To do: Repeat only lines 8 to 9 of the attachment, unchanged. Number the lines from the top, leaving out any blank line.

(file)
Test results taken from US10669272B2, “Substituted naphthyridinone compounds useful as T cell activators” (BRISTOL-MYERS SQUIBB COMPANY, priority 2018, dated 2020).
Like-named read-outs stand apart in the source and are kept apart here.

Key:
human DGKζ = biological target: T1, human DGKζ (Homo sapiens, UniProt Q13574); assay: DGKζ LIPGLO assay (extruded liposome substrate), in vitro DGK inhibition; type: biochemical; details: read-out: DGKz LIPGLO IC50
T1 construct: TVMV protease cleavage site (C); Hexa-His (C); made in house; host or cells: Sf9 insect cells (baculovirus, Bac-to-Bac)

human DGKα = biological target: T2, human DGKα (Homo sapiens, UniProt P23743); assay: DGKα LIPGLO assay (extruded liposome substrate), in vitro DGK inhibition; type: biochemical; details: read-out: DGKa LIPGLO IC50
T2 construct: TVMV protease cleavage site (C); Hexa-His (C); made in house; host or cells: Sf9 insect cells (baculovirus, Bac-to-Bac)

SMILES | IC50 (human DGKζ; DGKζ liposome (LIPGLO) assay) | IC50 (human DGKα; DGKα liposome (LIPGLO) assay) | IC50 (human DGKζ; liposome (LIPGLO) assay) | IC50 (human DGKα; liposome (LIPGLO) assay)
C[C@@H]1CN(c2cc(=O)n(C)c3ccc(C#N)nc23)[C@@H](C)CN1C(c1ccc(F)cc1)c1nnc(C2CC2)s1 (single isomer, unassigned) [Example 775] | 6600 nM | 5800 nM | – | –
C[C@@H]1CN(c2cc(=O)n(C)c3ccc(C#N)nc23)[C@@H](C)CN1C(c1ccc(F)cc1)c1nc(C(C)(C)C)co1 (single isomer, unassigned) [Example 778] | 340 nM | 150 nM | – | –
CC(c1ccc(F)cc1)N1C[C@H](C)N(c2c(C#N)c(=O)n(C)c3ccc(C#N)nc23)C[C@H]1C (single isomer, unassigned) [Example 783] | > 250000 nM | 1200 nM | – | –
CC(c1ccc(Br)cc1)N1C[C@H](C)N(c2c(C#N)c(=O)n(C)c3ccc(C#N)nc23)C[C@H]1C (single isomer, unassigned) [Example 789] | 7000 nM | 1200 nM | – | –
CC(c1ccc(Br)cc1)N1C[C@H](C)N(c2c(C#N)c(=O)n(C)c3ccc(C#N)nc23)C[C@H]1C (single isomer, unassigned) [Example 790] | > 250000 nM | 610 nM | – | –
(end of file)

SMILES | IC50 (human DGKζ; DGKζ liposome (LIPGLO) assay) | IC50 (human DGKα; DGKα liposome (LIPGLO) assay) | IC50 (human DGKζ; liposome (LIPGLO) assay) | IC50 (human DGKα; liposome (LIPGLO) assay)
C[C@@H]1CN(c2cc(=O)n(C)c3ccc(C#N)nc23)[C@@H](C)CN1C(c1ccc(F)cc1)c1nnc(C2CC2)s1 (single isomer, unassigned) [Example 775] | 6600 nM | 5800 nM | – | –